HW10.pdf - Important 1 Due​ ​Date:​ ​Tuesday,​ ​November​ ​21st 2.​​ ​ ​ ​ ​This​ ​homework​ ​is​ ​graded​

HW10.pdf - Important 1 Due​ ​Date:​ ​Tuesday,​...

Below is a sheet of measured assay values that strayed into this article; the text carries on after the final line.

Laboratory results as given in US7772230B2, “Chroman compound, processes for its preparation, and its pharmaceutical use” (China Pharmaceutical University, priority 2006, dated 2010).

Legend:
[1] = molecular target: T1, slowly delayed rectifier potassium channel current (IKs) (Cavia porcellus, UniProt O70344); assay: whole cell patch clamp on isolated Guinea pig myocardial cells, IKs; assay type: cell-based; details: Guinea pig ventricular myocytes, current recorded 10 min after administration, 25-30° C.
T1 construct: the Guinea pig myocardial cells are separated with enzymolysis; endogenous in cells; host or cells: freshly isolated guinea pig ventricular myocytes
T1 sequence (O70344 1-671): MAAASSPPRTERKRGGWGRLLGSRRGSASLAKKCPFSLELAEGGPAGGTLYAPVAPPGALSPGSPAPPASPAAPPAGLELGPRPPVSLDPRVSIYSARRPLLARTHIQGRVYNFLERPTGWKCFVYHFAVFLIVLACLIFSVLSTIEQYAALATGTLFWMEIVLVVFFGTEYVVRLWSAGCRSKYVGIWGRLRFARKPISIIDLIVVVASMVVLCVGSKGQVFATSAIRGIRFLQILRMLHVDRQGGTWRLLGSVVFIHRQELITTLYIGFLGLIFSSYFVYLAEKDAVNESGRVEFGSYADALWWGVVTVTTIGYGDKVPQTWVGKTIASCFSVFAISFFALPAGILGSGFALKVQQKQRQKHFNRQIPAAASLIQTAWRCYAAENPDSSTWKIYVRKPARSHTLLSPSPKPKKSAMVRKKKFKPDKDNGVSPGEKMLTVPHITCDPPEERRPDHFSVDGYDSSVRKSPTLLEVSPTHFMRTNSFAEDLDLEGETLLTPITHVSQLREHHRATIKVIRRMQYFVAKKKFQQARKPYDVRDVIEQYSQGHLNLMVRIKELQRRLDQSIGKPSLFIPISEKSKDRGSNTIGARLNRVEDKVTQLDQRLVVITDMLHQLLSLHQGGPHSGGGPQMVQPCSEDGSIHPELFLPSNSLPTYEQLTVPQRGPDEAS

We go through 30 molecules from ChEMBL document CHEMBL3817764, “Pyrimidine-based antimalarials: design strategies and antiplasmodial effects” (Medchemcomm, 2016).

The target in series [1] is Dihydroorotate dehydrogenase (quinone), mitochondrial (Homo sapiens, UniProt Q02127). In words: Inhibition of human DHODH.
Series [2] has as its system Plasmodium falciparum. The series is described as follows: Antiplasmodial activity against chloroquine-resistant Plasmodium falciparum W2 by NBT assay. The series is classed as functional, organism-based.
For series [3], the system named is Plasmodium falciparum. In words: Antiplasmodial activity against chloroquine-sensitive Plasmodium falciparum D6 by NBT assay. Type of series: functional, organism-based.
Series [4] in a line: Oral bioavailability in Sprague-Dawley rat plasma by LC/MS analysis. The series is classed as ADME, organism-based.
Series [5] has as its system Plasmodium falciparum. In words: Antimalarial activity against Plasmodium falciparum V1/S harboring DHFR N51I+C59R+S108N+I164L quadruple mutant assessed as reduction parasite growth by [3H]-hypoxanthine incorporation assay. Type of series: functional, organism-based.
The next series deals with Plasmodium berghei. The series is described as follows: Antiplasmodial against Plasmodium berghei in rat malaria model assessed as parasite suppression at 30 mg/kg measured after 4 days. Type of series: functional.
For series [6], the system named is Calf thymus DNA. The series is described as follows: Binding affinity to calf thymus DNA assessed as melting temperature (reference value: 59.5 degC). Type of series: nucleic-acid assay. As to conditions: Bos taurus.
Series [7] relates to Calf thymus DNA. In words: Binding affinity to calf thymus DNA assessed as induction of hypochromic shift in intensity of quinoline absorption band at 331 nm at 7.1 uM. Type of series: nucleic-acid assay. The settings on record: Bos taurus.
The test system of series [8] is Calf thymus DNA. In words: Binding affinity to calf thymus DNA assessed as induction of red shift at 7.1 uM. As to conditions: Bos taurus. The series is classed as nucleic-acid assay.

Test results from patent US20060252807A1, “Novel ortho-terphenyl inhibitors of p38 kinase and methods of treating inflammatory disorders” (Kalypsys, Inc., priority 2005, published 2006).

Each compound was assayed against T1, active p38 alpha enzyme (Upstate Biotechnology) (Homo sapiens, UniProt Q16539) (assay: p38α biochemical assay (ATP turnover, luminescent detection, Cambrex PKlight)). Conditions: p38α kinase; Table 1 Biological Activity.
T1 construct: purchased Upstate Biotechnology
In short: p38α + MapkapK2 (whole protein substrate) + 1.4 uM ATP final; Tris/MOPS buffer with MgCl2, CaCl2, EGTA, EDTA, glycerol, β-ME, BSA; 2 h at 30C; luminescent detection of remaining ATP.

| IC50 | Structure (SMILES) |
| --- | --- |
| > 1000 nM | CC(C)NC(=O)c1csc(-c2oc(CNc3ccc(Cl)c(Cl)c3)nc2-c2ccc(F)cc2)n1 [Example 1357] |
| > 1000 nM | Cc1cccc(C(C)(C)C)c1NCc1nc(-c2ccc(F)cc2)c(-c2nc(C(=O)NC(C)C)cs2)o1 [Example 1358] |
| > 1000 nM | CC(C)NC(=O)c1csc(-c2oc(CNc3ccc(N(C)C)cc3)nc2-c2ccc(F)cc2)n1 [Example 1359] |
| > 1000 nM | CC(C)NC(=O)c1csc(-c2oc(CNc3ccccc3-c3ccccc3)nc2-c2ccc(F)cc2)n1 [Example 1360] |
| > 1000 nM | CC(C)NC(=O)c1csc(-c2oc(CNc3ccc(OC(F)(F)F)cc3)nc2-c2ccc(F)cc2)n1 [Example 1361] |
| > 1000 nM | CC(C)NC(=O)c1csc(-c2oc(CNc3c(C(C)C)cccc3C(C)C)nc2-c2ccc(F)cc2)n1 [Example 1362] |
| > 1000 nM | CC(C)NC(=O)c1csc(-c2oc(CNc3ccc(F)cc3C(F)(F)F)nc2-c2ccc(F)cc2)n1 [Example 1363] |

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Unformatted text preview: Important 1. Due​ ​Date:​ ​Tuesday,​ ​November​ ​21st 2.​​ ​ ​ ​ ​This​ ​homework​ ​is​ ​graded​ ​out​ ​of​ ​100​ ​points​. 3.​​ ​ ​ ​ ​This​ ​is​ ​an​ ​Individual​ ​Assignment​.​ ​You​ ​may​ ​collaborate​ ​with​ ​other​ ​students​ ​in​ ​this class.​ ​Collaboration​ ​means​ ​talking​ ​through​ ​problems,​ ​assisting​ ​with​ ​debugging, explaining​ ​a​ ​concept,​ ​etc.​ ​Students​ ​may​ ​only​ ​collaborate​ ​with​ ​fellow​ ​students currently​ ​taking​ ​CS​ ​1301,​ ​the​ ​TA's​ ​and​ ​the​ ​lecturer.​ ​You​ ​should​ ​not​ ​exchange​ ​code or​ ​write​ ​code​ ​for​ ​others.​ ​For​ ​individual​ ​assignments,​ ​each​ ​student​ ​must​ ​turn​ ​in​ ​a unique​ ​program.​ ​Your​ ​submission​ ​must​ ​not​ ​be​ ​substantially​ ​similar​ ​to​ ​another student's​ ​submission.​ ​Collaboration​ ​at​ ​a​ ​reasonable​ ​level​ ​will​ ​not​ ​result​ ​in substantially​ ​similar​ ​code. 4.​​ ​ ​ ​ ​For​ ​Help: ·​​ ​ ​ ​ ​ ​ ​ ​TA​ ​Helpdesk​ ​(Schedule​ ​posted​ ​on​ ​class​ ​website.) ·​​ ​ ​ ​ ​ ​ ​ ​Email​ ​TA's​ ​or​ ​use​ ​Piazza​ ​Forums​ ​Notes: ·​​ ​ ​ ​ ​ ​ ​ ​How​ ​to​ ​Think​ ​Like​ ​a​ ​Computer​ ​Scientists​ ​[​ h​ ttp://openbookproject.net/thinkcs/python/english3e/​​ ​] ·​​ ​ ​ ​ ​ ​ ​ ​CS​ ​1301​ ​Python​ ​Debugging​ ​Guide​ ​[​ ​ ​ ​] 5.​​ ​ ​ ​ ​Don’t​ ​forget​ ​to​ ​include​ ​the​ ​required​ ​collaboration​ ​statement​ ​(outlined​ ​on​ ​the syllabus).​ ​Failing​ ​to​ ​include​ ​the​ ​Collaboration​ ​Statement​ ​will​ ​result​ ​in​ ​no​ ​credit. 6.​​ ​ ​ ​ ​Do​ ​not​ ​wait​ ​until​ ​the​ ​last​ ​minute​ ​to​ ​do​ ​this​ ​assignment​ ​in​ ​case​ ​you​ ​run​ ​into problems. 7.​​ ​ ​ ​ ​Comment​ ​or​ ​delete​ ​all​ ​your​ ​function​ ​calls.​ ​When​ ​your​ ​code​ ​is​ ​run,​ ​all​ ​it​ ​should​ ​do is​ ​build​ ​without​ ​any​ ​errors.​ ​Having​ ​function​ ​calls​ ​or​ ​extraneous​ ​code​ ​outside​ ​the scope​ ​of​ ​functions​ ​will​ ​result​ ​in​ ​a​ ​lower​ ​grade.​ ​(import​ ​statements​ ​and​ ​global variables​ ​are​ ​okay​ ​to​ ​be​ ​outside​ ​the​ ​scope​ ​of​ ​a​ ​function) 8.​​ ​ ​ ​ ​Read​ ​the​ ​entire​ ​specifications​ ​document​ ​before​ ​starting​ ​this​ ​assignment. 9.​​ ​ ​ ​ ​IF​ ​YOUR​ ​CODE​ ​CANNOT​ ​RUN​ ​BECAUSE​ ​OF​ ​AN​ ​ERROR,​ ​IT​ ​IS​ ​A​ ​0%. ​ Object-Oriented​ ​Programming Python​ ​is​ ​an​ ​object-oriented​ ​programming​ ​language​.​ ​That​ ​means​ ​it​ ​provides​ ​features that​ ​support​ ​object-oriented​ ​programming​ ​(​OOP​).​ ​Object-oriented​ ​programming​ ​has​ ​its roots​ ​in​ ​the​ ​1960s,​ ​but​ ​it​ ​wasn’t​ ​until​ ​the​ ​mid​ ​1980s​ ​that​ ​it​ ​became​ ​the​ ​main programming​ ​paradigm​ ​used​ ​in​ ​the​ ​creation​ ​of​ ​new​ ​software. In​ ​object-oriented​ ​programming​ ​the​ ​focus​ ​is​ ​on​ ​the​ ​creation​ ​of​ ​objects,​ ​which​ ​contain both​ ​data​ ​and​ ​functionality​ ​together.​ ​Usually,​ ​each​ ​object​ ​definition​ ​corresponds​ ​to some​ ​object​ ​or​ ​concept​ ​in​ ​the​ ​real​ ​world​ ​and​ ​the​ ​functions​ ​that​ ​operate​ ​on​ ​that​ ​object correspond​ ​to​ ​the​ ​ways​ ​real-world​ ​objects​ ​interact.​ ​We’ve​ ​already​ ​seen​ ​classes​ ​like Math​,​ ​Random​,​ ​and​ ​many​ ​others.​ ​We​ ​are​ ​now​ ​ready​ ​to​ ​create​ ​our​ ​own​ ​user-defined class. [ ] Introduction The​ ​goal​ ​of​ ​this​ ​homework​ ​is​ ​for​ ​you​ ​to​ ​showcase​ ​your​ ​knowledge​ ​about​ ​how​ ​to properly​ ​use​ ​OOP.​ ​For​ ​this​ ​assignment​ ​you​ ​will​ ​need​ ​to​ ​implement​ ​2​ ​classes.​ ​Refer​ ​to the​ ​rubric​ ​to​ ​see​ ​how​ ​points​ ​will​ ​be​ ​rewarded​ ​for​ ​each​ ​function.​ ​You​ ​have​ ​been​ ​given HW10.py​​ ​to​ ​fill​ ​out​ ​with​ ​instructions​ ​in​ ​the​ ​docstrings.​ ​However,​ ​below​ ​you​ ​will​ ​find​ ​more detailed​ ​information​ ​to​ ​complete​ ​your​ ​assignment.​ ​Read​ ​it​ ​thoroughly​ ​before​ ​you​ ​begin. Don’t​ ​forget​ ​to​ ​include​ ​your​ ​name​ ​and​ ​your​ ​collaboration​ ​statement.​ ​Re-download​ ​your submission​ ​from​ ​T-Square​ ​after​ ​you​ ​submit​ ​it​ ​to​ ​make​ ​sure​ ​that​ ​your​ ​code​ ​runs successfully. User The​ ​User​ ​class​ ​can​ ​be​ ​used​ ​to​ ​create​ ​different​ ​instances​ ​which​ ​each​ ​represent​ ​a​ ​user​ ​of LinkedIn.​ ​Each​ ​user​ ​should​ ​have​ ​a​ ​name,​ ​a​ ​current​ ​employer​ ​(if​ ​specified),​ ​skills,​ ​and connections.​ ​You​ ​will​ ​be​ ​writing​ ​methods​ ​that​ ​allow​ ​you​ ​to​ ​alter​ ​the​ ​user’s​ ​attributes​ ​and interact​ ​with​ ​other​ ​User​ ​objects. Attributes ● ● ● ● name:​ ​The​ ​name​ ​of​ ​the​ ​user skills:​ ​The​ ​skills​ ​that​ ​the​ ​user​ ​has​ ​mapped​ ​to​ ​a​ ​list​ ​of​ ​other users​ ​who​ ​have​ ​endorsed​ ​the​ ​user​ ​for​ ​the​ ​skill company:​ ​The​ ​company​ ​that​ ​the​ ​user​ ​currently​ ​works​ ​for connections:​ ​A​ ​list​ ​of​ ​of​ ​users​ ​the​ ​user​ ​is​ ​connected​ ​with Methods __init__() ● name:​ ​<string> ● skills:​ ​dictionary​ ​with​ ​KEY​ ​-​ ​skill​ ​<str>:​ ​VALUE​ ​-​ ​endorsers <list​ ​of​ ​User​ ​objects>​ ​pairs.​ ​Users​ ​start​ ​out​ ​with​ ​this attribute​ ​being​ ​None,​ ​unless​ ​specified​ ​during​ ​instantiation. ● ● company:​ ​company​ ​<Company​ ​object>​ ​that​ ​the​ ​user​ ​currently​ ​works for.​ ​This​ ​attribute​ ​should​ ​be​ ​None​ ​until​ ​a​ ​user​ ​is​ ​hired​ ​by​ ​a company​ ​(see​ ​Company​ ​class) connections:​ ​<list​ ​of​ ​connections​ ​(User​ ​objects)>.​ ​Users​ ​start out​ ​with​ ​an​ ​empty​ ​list __repr__() ● Return​ ​string​ ​representation​ ​of​ ​User​ ​in​ ​the​ ​following​ ​format: ● “A​ ​User​ ​named​ ​[name],​ ​employed​ ​by​ ​[Company]/unemployed, ​skilled in​ ​[most-endorsed​ ​skill;​ ​alphabetically​ ​first​ ​if​ ​there’s​ ​a tie]/nothing​ ​if​ ​no​ ​skills,​ ​with​ ​[num​ ​connections]​ ​connections” ● Example​ ​1:​ ​if​ ​we​ ​have​ ​a​ ​User​ ​named​ ​Bob​ ​who​ ​is​ ​unemployed,​ ​and has​ ​no​ ​skills​ ​or​ ​connections,​ ​this​ ​method​ ​should​ ​return​ ​“A​ ​User named​ ​Bob,​ ​unemployed,​ ​with​ ​0​ ​connections” ● Example​ ​2:​ ​if​ ​we​ ​have​ ​a​ ​User​ ​named​ ​Jane​ ​who​ ​is​ ​employed​ ​by Facebook,​ ​has​ ​Python​ ​as​ ​her​ ​most-endorsed​ ​skill,​ ​and​ ​has​ ​10 connections,​ ​this​ ​method​ ​should​ ​return​ ​“A​ ​User​ ​named​ ​Jane, employed​ ​by​ ​Facebook,​ ​skilled​ ​in​ ​Python,​ ​with​ ​10​ ​connections” ● HINT:​ ​Use​ ​string​ ​formatting​ ​and​ ​if​ ​statements​ ​to​ ​match​ ​this format​ ​exactly! ● HINT:​ ​When​ ​you​ ​print​ ​a​ ​list​ ​of​ ​User​ ​objects,​ ​you​ ​will​ ​see​ ​a list​ ​of​ ​their​ ​string​ ​representations​ ​as​ ​defined​ ​in​ ​the​ ​__repr__ function.​ ​Be​ ​aware​ ​that​ ​this​ ​list​ ​still​ ​contains​ ​User​ ​objects (not​ ​strings!),​ ​but​ ​the​ ​Python​ ​shell​ ​shows​ ​you​ ​their​ ​string representations​ ​when​ ​printing. endorse(other​ ​<User​ ​object>,​ ​skill​ ​<string>) ● Endorse​ ​other​ ​for​ ​skill ● If​ ​other​ ​doesn’t​ ​already​ ​have​ ​that​ ​skill,​ ​add​ ​it​ ​to​ ​their​ ​skill dictionary​ ​first​ ​and​ ​then​ ​add​ ​the​ ​user connect(other​ ​<User​ ​object>) ● Connect​ ​with​ ​other​ ​(add​ ​User​ o ​ bject​ ​to​ ​your​ n ​ etwork​ ​and​ ​add yourself​ ​to​ ​their​ ​network) ● If​ ​you're​ ​already​ ​connected,​ n ​ othing​ ​should​ h ​ appen add_skill(skill​ ​<string>) ● Add​ ​skill​ ​to​ ​dictionary​ o ​ f​ ​user’s​ ​skills​ ​(skills​ ​should​ ​begin with​ ​no​ ​endorsements) ● If​ ​the​ ​user​ ​already​ ​has​ ​skill​,​ ​nothing​ ​should​ ​happen connect_with_coworkers(network<LinkedIn​ ​object>) ● Connect​ ​with​ ​all​ ​other​ ​Users​ ​in​ ​network​ ​who​ ​work​ ​for​ ​the​ ​same company​ ​as​ ​User​ ​(if​ ​not​ ​already​ ​connected) ● If​ ​User​ ​is​ ​unemployed,​ ​nothing​ ​should​ ​happen Company The​ ​Company​ ​class​ ​is​ ​used​ ​to​ ​represent​ ​a​ ​Company​ ​that​ ​a​ ​User​ ​works​ ​for.​ ​It​ ​has​ ​the following​ ​attributes:​ ​a​ ​name,​ ​employees​ ​who​ ​work​ ​at​ ​this​ ​company,​ ​and​ ​preferred​ ​skills for​ ​this​ ​company.​ ​Once​ ​a​ ​User​ ​object​ ​has​ ​been​ ​created,​ ​they​ ​can​ ​be​ ​hired​ ​at​ ​a​ ​specific company​ ​using​ ​the​ ​Company​ ​class’​ ​hire​​ ​method. Attributes ● ● ● Name:​ ​Name​ ​of​ ​the​ ​company preferred_skills:​ ​List​ ​of​ ​skills​ ​that​ ​the​ c ​ ompany​ ​prefers​ ​its employees​ ​to​ ​have employees:​ ​List​ ​of​ ​users​ ​who​ ​work​ ​at​ ​this​ c ​ ompany Methods __init__() ● Name:​ ​<string> ● preferred_skills:​ ​<list​ ​of​ ​skills​ ​(strings)>​ ​to​ ​look​ ​for​ ​in Users​ ​when​ ​recruiting ● employees:​ ​<list​ ​of​ ​User​ ​objects>​ ​employed​ ​@​ ​Company.​ ​Should​ ​be empty​ ​when​ ​Company​ ​object​ ​is​ ​first​ ​instantiated. __repr__() ● Return​ ​representation​ ​of​ ​Company​ ​in​ ​the​ ​following​ ​format: ● “A​ ​Company​ ​called​ ​[company​ ​name]​ ​with​ ​[#​ ​of​ ​employees] employee(s)” recruit(network<LinkedIn​ ​object>) ● Return​ ​a​ ​list​ ​of​ ​all​ ​the​ ​User​ ​objects​ ​in​ ​network​ ​that​ ​have​ ​at least​ ​one​ ​of​ ​the​ ​Company’s​ ​preferred​ ​skills hire(employee​ ​<User​ ​object>) ● Add​ ​employee​ ​to​ ​list​ ​of​ ​employees;​ ​change​ ​employee​’s​ ​employer attribute​ ​to​ ​Company ● If​ ​employee​ ​is​ ​already​ ​employed​ ​at​ ​Company,​ ​nothing​ ​should happen fire(employee​ ​<User​ ​object>) ● Remove​ ​employee​ ​from​ ​Company’s​ ​list​ ​of​ ​users;​ ​change​ ​employee​’s employer​ ​attribute​ ​back​ ​to​ ​None If​ ​employee​ ​is​ ​NOT​ ​currently​ ​employed​ ​at​ ​this​ ​company,​ ​nothing should​ ​happen downsize(target_num<int>) ● Find​ ​the​ ​employees​ ​with​ ​the​ ​fewest​ ​total​ ​endorsements​ ​for​ ​their skills​ ​(if​ ​there​ ​are​ ​ties,​ ​get​ ​the​ ​ones​ ​with​ ​names​ ​earliest​ ​in the​ ​alphabet)​ ​and​ ​fire​ ​them​ ​until​ ​Company​ ​is​ ​down​ ​to​ ​target_num employees ● If​ ​the​ ​target_num​ ​is​ ​greater​ ​than​ ​the​ ​current​ ​number​ ​of employees,​ ​nothing​ ​should​ ​happen ● LinkedIn The​ ​LinkedIn​ ​class​ ​is​ ​used​ ​to​ ​represent​ ​an​ ​entire​ ​LinkedIn​ ​network.​ ​It​ ​only​ ​has​ ​one attribute:​ ​a​ ​simple​ ​list​ ​of​ ​all​ ​the​ ​User​ ​objects​ ​that​ ​belong​ ​to​ ​the​ ​LinkedIn​ ​instance.​ ​The LinkedIn​ ​class​ ​is​ ​able​ ​to​ ​perform​ ​searches​ ​for​ ​Users​ ​in​ ​the​ ​network​ ​with​ ​a​ ​certain​ ​skill, find​ ​all​ ​unemployed​ ​Users​ ​in​ ​the​ ​network,​ ​and​ ​add​ ​Users​ ​to​ ​the​ ​network,​ ​among​ ​other methods. Attributes ● users​ ​:​ ​List​ ​of​ ​all​ ​the​ ​users​ ​that​ ​belong​ ​to​ ​this​ ​network Methods __init__ ● users​ ​:​ ​<list​ ​of​ ​User​ ​objects>​ ​The​ ​list​ ​begins​ ​as​ ​an​ ​empty​ ​list when​ ​the​ ​LinkedIn​ ​object​ ​is​ ​instantiated.​ ​Users​ ​are​ ​added​ ​to the​ ​network​ ​through​ ​the​ ​add_to_network​ ​function​ ​(see​ ​below) __repr__ ● Return​ ​representation​ ​of​ L ​ inkedIn​ ​in​ ​the​ ​following​ ​format: ● “A​ ​LinkedIn​ ​network​ ​with​ [ ​ #​ ​of​ ​Users]​ ​users.” search(skill<str>,​ ​num<int>) ● Return​ ​list​ ​of​ ​User​ ​objects​ ​with​ ​specified​ ​skill​ ​endorsed​ ​more than​ ​num​ ​times find_unemployed() ● Return​ ​list​ ​of​ ​all​ ​the​ ​User​ ​objects​ ​that​ ​are​ ​unemployed strengthen_network() ● Return​ ​the​ ​number​ ​of​ ​User​ ​objects​ ​that​ ​have​ ​less​ ​than​ ​3 connections add_to_network(users​ ​<List​ ​of​ U ​ sers>) ● Add​ ​all​ ​User​ ​objects​ ​in​ ​users​ ​to​ ​LinkedIn​ ​network​ ​if​ ​they​ ​aren’t already​ ​in​ ​it ● DO​ ​NOT​ ​add​ ​duplicates get_employees(company​ ​<Company​ ​object>) ● Return​ ​list​ ​of​ ​all​ ​the​ ​User​ ​objects​ ​that​ ​work​ ​for​ ​company Grading​ ​Rubric User -​ ​ ​ ​__init__ -​ ​ ​ ​__repr__ -​ ​ ​ ​endorse -​ ​ ​ ​connect -​ ​ ​ ​add_skill -​ ​ ​ ​connect_with_coworkers Company -​ ​ ​ ​__init__ -​ ​ ​ ​__repr__ -​ ​ ​ ​recruit -​​ ​ ​ ​ ​hire -​ ​ ​ ​fire -​ ​ ​ ​downsize LinkedIn -​ ​ ​ ​__init__ -​ ​ ​ ​__repr__ -​ ​ ​ ​find_unemployed -​ ​ ​ ​strengthen_network -​ ​ ​ ​add_to_network -​ ​ ​ ​get_employees 5 5 5 5 5 10 5 5 5 5 5 10 5 5 5 5 5 5 Provided The​ ​following​ ​file(s)​ ​have​ ​been​ ​provided​ ​to​ ​you.​ ​There​ ​are​ ​several,​ ​but​ ​you​ ​will​ ​only​ ​edit​ ​one​ ​of​ ​them: 1.HW10.py This is the file you will edit and implement. All instructions for what the methods should do are in the docstrings. 2.​​ h ​ w_10_test.py In this file we have created a series of tests for your usage. Feel free to add your own tests to the file to cover any additional cases you would like to test. To test your code, all you have to do is have the linked_in.py and the hw_10_test.py files in the same directory. Open and run hw_10_test.py. After running the test, you should see the results. Check the results and start debugging if needed. ​Read more​ ​about​ ​unittest​ ​here:​ ​[​ ​ ​​ ​] Disclaimer:​​ ​The​ ​tests​ ​found​ ​in​ ​hw_10_test.py​ ​are​ ​not​ ​intended​ ​to​ ​be​ ​an​ ​exhaustive​ ​list​ ​of​ ​all test​ ​cases​ ​and​ ​does​ ​not​ ​guarantee​ ​any​ ​type​ ​of​ ​grade.​ ​Write​ ​your​ ​own​ ​tests​ ​if​ ​you​ ​wish​ ​to ensure​ ​you​ ​cover​ ​all​ ​edge​ ​cases. Deliverables You must submit all of the following file(s). Please make sure the filename matches the filename(s) below. Be sure you receive the confirmation email from T-Square, and then download your uploaded files​ ​to​ ​a​ ​new​ ​folder​ ​and​ ​run​ ​them. 1.​​ H ​ W10.py If your file is named something else, you will get a 0%. If this file does not run (if it encounters an error​ ​while​ ​trying​ ​to​ ​run),​ ​you​ ​will​ ​get​ ​no​ ​credit​ ​on​ ​the​ ​assignment. ...